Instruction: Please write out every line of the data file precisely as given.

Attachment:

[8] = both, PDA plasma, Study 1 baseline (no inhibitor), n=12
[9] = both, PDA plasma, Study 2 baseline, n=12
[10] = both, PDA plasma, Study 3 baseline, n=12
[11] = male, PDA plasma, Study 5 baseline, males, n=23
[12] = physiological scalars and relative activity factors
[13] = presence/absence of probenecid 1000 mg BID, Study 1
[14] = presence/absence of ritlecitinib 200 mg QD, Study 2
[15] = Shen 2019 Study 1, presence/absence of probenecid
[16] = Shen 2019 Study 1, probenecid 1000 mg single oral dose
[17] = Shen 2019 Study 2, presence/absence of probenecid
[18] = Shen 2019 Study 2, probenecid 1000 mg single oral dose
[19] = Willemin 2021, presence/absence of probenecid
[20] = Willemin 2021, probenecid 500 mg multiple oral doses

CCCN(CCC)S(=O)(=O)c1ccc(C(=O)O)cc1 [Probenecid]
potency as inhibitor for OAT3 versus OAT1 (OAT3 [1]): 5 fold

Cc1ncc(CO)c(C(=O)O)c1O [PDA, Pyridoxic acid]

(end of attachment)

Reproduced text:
[8] = both, PDA plasma, Study 1 baseline (no inhibitor), n=12
[9] = both, PDA plasma, Study 2 baseline, n=12
[10] = both, PDA plasma, Study 3 baseline, n=12
[11] = male, PDA plasma, Study 5 baseline, males, n=23
[12] = physiological scalars and relative activity factors
[13] = presence/absence of probenecid 1000 mg BID, Study 1
[14] = presence/absence of ritlecitinib 200 mg QD, Study 2
[15] = Shen 2019 Study 1, presence/absence of probenecid
[16] = Shen 2019 Study 1, probenecid 1000 mg single oral dose
[17] = Shen 2019 Study 2, presence/absence of probenecid
[18] = Shen 2019 Study 2, probenecid 1000 mg single oral dose
[19] = Willemin 2021, presence/absence of probenecid
[20] = Willemin 2021, probenecid 500 mg multiple oral doses

CCCN(CCC)S(=O)(=O)c1ccc(C(=O)O)cc1 [Probenecid]
potency as inhibitor for OAT3 versus OAT1 (OAT3 [1]): 5 fold

Cc1ncc(CO)c(C(=O)O)c1O [PDA, Pyridoxic acid]